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Jazz Messenger

The clamorous noonday crowd washes cacophonies of noise across the Lexington Market like chattering waves breaking on a rocky shore at high tide.

Amid this uproar, on a bit of a stage at the end of the historic market's food court, jazz pianist Lafayette Gilchrist takes his solo unperturbed. Totally inside his music, he could be in an empty rehearsal hall.

Somewhat incongruously, the tune is Softly, As in the Morning Sunlight. But Gilchrist is not playing it with the elegant delicacy of the classic John Lewis Modern Jazz Quartet version of this old love song. Instead, he propels the music with a percussive force that floats it out over the exuberant crowd as serenely as a hovering seabird.

"The rowdiness ... doesn't bother me," Gilchrist, perhaps Baltimore's finest young jazz pianist, says after the midday gig. "It doesn't bother me, if I know the music is penetrating through that. I thought what we were doing was strong enough to command people's attention. And it did.

"It's almost like public poetry," he says. "The poet stands up in the middle of an atmosphere where there's all kinds of activity going on and he's espousing poetry. That's the feeling I got of what we were doing. ... In a setting like that, it's public art."

Gilchrist, 32, has been playing and writing music since even before his graduation from University of Maryland, Baltimore County, in 1992, and developing a national and even international reputation. He's even been reviewed in Polish in the city of Wroclaw, where he played with David Murray, the great tenor sax player. He leads his own band, the New Volcanoes, here in Baltimore.

At Lexington Market, he's a sideman in a band led by Craig Alston, a fine tenor player, with Freddie Dunn on trumpet, Eric Kennedy on drums and Jeff Reed on bass - all first-class musicians he's proud to play with.

Dunn's an old friend and a regular with the New Volcanoes. He plays a killer solo on "Assume the Position," the first tune on Gilchrist's first CD for Hyena Records, The Music According to Lafayette Gilchrist, released last year.

The CD has been widely praised. Web site All About Jazz described it as "loud, powerful and uncompromising music, swelling at the seams with bursting, syncopated horns, but contained by a steady funk bottom." Critic Geoffrey Himes of The Washington Post picked the CD as one of the 10 best of 2004 - "a breakout project that should transform Gilchrist from local hero and perennial sideman into a major jazz figure."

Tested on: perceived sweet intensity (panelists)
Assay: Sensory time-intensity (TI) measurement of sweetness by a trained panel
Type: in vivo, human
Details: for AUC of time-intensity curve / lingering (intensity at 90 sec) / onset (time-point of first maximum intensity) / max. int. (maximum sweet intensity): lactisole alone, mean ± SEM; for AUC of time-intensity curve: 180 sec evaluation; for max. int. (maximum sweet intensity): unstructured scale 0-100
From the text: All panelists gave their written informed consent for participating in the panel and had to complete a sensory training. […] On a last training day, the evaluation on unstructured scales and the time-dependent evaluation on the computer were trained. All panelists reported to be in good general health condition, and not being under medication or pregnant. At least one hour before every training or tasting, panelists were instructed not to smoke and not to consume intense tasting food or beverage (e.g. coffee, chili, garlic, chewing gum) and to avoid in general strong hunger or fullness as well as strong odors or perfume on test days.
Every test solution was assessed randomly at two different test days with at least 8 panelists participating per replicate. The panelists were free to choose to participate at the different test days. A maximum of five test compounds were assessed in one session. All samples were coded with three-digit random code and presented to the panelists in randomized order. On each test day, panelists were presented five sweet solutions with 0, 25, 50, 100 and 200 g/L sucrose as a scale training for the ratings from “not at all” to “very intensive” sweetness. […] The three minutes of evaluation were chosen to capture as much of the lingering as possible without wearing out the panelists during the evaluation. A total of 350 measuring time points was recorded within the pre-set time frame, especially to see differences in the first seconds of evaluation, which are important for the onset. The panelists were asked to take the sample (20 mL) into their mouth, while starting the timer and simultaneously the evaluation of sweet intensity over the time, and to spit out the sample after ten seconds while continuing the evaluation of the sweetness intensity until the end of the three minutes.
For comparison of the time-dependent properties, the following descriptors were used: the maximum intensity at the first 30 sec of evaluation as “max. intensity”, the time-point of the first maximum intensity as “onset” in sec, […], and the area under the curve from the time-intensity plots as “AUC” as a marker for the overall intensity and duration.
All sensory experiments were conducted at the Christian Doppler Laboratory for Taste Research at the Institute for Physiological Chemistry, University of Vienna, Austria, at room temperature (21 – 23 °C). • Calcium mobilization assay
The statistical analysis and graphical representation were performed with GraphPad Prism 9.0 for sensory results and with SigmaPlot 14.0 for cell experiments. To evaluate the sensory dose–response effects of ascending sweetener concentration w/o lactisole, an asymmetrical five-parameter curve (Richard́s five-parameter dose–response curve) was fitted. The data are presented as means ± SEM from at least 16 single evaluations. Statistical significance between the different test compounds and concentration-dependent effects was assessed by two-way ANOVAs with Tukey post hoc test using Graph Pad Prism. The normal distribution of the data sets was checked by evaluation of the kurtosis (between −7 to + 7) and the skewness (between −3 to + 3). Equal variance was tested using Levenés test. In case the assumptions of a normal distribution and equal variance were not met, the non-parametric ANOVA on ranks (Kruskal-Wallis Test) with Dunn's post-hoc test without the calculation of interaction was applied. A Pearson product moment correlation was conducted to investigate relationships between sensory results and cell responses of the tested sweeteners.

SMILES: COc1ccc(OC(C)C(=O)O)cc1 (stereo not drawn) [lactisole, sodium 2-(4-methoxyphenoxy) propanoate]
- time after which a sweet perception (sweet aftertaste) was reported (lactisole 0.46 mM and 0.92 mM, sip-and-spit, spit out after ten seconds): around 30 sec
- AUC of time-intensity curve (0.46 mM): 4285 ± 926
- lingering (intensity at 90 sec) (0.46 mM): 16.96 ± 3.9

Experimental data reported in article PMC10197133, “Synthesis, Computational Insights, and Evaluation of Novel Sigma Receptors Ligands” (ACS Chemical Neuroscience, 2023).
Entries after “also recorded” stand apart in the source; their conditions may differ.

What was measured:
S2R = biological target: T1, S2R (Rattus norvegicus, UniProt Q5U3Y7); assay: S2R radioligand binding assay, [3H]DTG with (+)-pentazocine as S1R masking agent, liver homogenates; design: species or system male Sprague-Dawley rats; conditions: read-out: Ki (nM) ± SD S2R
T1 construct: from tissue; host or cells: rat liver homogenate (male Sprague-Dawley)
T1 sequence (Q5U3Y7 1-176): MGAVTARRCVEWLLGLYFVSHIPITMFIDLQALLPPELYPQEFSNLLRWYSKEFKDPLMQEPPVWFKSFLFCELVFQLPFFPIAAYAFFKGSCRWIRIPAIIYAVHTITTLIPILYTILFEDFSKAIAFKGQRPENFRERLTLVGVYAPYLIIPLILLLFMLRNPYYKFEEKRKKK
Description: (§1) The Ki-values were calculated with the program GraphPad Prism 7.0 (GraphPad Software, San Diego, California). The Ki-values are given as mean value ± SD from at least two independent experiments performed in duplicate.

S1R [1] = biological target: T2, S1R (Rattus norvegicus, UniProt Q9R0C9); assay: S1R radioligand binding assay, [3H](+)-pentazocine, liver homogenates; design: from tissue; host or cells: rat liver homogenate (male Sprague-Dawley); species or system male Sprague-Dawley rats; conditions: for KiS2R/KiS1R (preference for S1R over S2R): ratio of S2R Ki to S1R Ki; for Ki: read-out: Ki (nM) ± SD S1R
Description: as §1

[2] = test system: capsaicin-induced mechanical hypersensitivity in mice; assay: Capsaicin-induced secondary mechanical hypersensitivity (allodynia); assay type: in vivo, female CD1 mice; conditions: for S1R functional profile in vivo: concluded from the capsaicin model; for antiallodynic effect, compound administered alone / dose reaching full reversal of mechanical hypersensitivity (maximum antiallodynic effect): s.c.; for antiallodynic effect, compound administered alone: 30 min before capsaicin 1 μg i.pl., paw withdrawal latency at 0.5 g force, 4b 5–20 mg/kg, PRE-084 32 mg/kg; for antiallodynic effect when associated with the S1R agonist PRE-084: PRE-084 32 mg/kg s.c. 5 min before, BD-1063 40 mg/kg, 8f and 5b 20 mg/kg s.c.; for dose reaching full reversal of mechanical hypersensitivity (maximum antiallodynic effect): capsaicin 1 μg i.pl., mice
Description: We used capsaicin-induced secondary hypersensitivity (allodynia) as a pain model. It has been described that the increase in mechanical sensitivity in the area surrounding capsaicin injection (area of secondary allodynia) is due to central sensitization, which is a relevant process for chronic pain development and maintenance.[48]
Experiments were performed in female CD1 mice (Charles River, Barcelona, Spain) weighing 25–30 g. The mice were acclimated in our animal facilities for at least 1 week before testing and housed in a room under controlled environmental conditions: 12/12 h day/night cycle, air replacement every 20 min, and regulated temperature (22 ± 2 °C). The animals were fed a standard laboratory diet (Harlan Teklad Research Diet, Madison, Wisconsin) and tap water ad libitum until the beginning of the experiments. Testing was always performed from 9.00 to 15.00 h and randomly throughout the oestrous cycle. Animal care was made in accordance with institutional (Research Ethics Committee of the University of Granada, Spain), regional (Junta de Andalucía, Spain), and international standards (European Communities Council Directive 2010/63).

'Unofficial music major'

Not bad for a guy who never sat down at a piano until he was 17.

That was 15 years ago. He was going to summer school before starting his freshman year at UMBC.

"I tell people this, but I don't think anybody believes me," he says. "I went into the recital hall at UMBC, just wandering around the Fine Arts Building. There was a nine-foot Steinway grand piano sitting up on the stage. It seemed to be sitting there for me. It seemed to be almost saying, 'This is something you can do. Come on, check me out.'

"I walked up. I sat down at the piano, I hit the sustain pedal, and I pretended I was really playing something. Fortunately for me, the very first thing I played, I remember it sounded great to me. I never lost that thing. I never lost the feeling of that first moment. I just went wow!

"It was like it touched something in me, deep," he says. "I think in that moment music found me."

An economics major then, he nonetheless began hanging out in the Fine Arts Building, spending "every spare moment" in the piano rooms. "I ended up practicing six to eight hours a day," he recalls. "I would get books. I got one of those self-starter music books. I started to sketch out my ideas. It was pretty horrible at first."

He brought his pieces to Freddie Dunn, now his New Volcanoes colleague but then a music major a couple years ahead of him at UMBC. Dunn, he says, "was very patient with me," read the music and made suggestions.

"Slowly I began to get it," Gilchrist says. "I got to be such a regular fixture that they gave up throwing me out of the piano rooms. I was the 'unofficial music major.' "

He made a tape and played it for his folks. They were impressed, but dismayed.

"My mother had one of those looks like, 'Oh God, I hope he's not thinking of majoring in music.' They wanted me to be a bourgeoisie in good standing."

His mother, Janice Taylor Murdock, has just retired from the Federal Aviation Administration. She and his stepfather, who worked for NASA, are now divorced.

But Gilchrist kept up with his music even as he continued his formal education. He graduated in 1992 with a major in African-American studies.

"Everybody was satisfied," he says.

His big break

He'd been playing with the Volcanoes and doing solo gigs up and down the East Coast for about 10 years when he got what has been his biggest break: the opportunity to play with modern jazz legend David Murray's octet.

"His piano chair is deep," Gilchrist says, listing the honor roll of Murray's players. "John Hicks, Don Pullen, Sir Roland Hannah, McCoy Tyner - marvelous, great piano players."

He first met Murray in the spring of 1999. Murray, who resides in Paris, was in town for the Maryland Film Festival, which was showing a documentary work-in-progress about him called Jazzman.

"I went up and introduced myself and said I'm a piano player and I'm looking for work for my group," says Gilchrist, who is never shy when talking about his music. Murray and his French wife, Anne Bordet, run a promotion and production company. Gilchrist sent them a homemade recording.

"It was a great thrill [about a week later] to hear this woman with this French accent over the phone say, 'We think your music is important and we want to talk to you further.' "

Nothing more happened, though, until Murray came to town again a few weeks later. Local saxman Craig Alston called and said 'Murray is in town looking for you.' Gilchrist and trumpet player Dunn made sure they found him.